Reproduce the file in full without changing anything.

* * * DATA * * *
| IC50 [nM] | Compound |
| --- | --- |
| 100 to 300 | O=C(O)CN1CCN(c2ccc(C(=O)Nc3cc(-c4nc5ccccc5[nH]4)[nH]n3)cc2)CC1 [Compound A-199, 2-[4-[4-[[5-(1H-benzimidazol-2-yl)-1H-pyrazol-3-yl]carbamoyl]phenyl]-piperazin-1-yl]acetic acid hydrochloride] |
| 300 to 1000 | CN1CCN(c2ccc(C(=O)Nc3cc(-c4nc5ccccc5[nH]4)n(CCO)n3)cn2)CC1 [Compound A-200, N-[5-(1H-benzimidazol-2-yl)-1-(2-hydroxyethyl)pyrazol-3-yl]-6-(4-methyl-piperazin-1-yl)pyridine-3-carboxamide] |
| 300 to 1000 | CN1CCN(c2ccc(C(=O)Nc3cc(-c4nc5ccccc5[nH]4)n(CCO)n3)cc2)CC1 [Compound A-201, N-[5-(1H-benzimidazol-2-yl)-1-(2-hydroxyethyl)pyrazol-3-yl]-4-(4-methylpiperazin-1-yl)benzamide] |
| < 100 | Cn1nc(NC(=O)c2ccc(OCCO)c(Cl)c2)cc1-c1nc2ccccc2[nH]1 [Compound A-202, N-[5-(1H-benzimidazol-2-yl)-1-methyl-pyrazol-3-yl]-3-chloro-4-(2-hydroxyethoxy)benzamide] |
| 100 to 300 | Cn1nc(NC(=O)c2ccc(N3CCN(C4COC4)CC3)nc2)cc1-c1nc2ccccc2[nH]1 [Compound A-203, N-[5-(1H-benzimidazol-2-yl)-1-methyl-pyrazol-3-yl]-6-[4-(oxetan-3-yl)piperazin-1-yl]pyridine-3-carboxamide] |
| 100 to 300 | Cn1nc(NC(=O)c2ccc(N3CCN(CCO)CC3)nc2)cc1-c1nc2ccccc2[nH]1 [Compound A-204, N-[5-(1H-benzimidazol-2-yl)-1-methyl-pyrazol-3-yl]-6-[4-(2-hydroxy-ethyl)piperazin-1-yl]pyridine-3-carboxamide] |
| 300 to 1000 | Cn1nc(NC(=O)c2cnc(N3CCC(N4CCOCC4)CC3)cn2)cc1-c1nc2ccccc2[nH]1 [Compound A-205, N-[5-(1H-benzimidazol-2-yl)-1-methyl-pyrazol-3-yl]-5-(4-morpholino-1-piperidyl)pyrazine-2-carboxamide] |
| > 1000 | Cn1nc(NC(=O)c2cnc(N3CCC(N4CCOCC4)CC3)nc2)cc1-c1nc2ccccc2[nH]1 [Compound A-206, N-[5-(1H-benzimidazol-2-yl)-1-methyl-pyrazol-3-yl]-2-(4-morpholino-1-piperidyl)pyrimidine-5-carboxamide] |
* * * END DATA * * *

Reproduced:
| IC50 [nM] | Compound |
| --- | --- |
| 100 to 300 | O=C(O)CN1CCN(c2ccc(C(=O)Nc3cc(-c4nc5ccccc5[nH]4)[nH]n3)cc2)CC1 [Compound A-199, 2-[4-[4-[[5-(1H-benzimidazol-2-yl)-1H-pyrazol-3-yl]carbamoyl]phenyl]-piperazin-1-yl]acetic acid hydrochloride] |
| 300 to 1000 | CN1CCN(c2ccc(C(=O)Nc3cc(-c4nc5ccccc5[nH]4)n(CCO)n3)cn2)CC1 [Compound A-200, N-[5-(1H-benzimidazol-2-yl)-1-(2-hydroxyethyl)pyrazol-3-yl]-6-(4-methyl-piperazin-1-yl)pyridine-3-carboxamide] |
| 300 to 1000 | CN1CCN(c2ccc(C(=O)Nc3cc(-c4nc5ccccc5[nH]4)n(CCO)n3)cc2)CC1 [Compound A-201, N-[5-(1H-benzimidazol-2-yl)-1-(2-hydroxyethyl)pyrazol-3-yl]-4-(4-methylpiperazin-1-yl)benzamide] |
| < 100 | Cn1nc(NC(=O)c2ccc(OCCO)c(Cl)c2)cc1-c1nc2ccccc2[nH]1 [Compound A-202, N-[5-(1H-benzimidazol-2-yl)-1-methyl-pyrazol-3-yl]-3-chloro-4-(2-hydroxyethoxy)benzamide] |
| 100 to 300 | Cn1nc(NC(=O)c2ccc(N3CCN(C4COC4)CC3)nc2)cc1-c1nc2ccccc2[nH]1 [Compound A-203, N-[5-(1H-benzimidazol-2-yl)-1-methyl-pyrazol-3-yl]-6-[4-(oxetan-3-yl)piperazin-1-yl]pyridine-3-carboxamide] |
| 100 to 300 | Cn1nc(NC(=O)c2ccc(N3CCN(CCO)CC3)nc2)cc1-c1nc2ccccc2[nH]1 [Compound A-204, N-[5-(1H-benzimidazol-2-yl)-1-methyl-pyrazol-3-yl]-6-[4-(2-hydroxy-ethyl)piperazin-1-yl]pyridine-3-carboxamide] |
| 300 to 1000 | Cn1nc(NC(=O)c2cnc(N3CCC(N4CCOCC4)CC3)cn2)cc1-c1nc2ccccc2[nH]1 [Compound A-205, N-[5-(1H-benzimidazol-2-yl)-1-methyl-pyrazol-3-yl]-5-(4-morpholino-1-piperidyl)pyrazine-2-carboxamide] |
| > 1000 | Cn1nc(NC(=O)c2cnc(N3CCC(N4CCOCC4)CC3)nc2)cc1-c1nc2ccccc2[nH]1 [Compound A-206, N-[5-(1H-benzimidazol-2-yl)-1-methyl-pyrazol-3-yl]-2-(4-morpholino-1-piperidyl)pyrimidine-5-carboxamide] |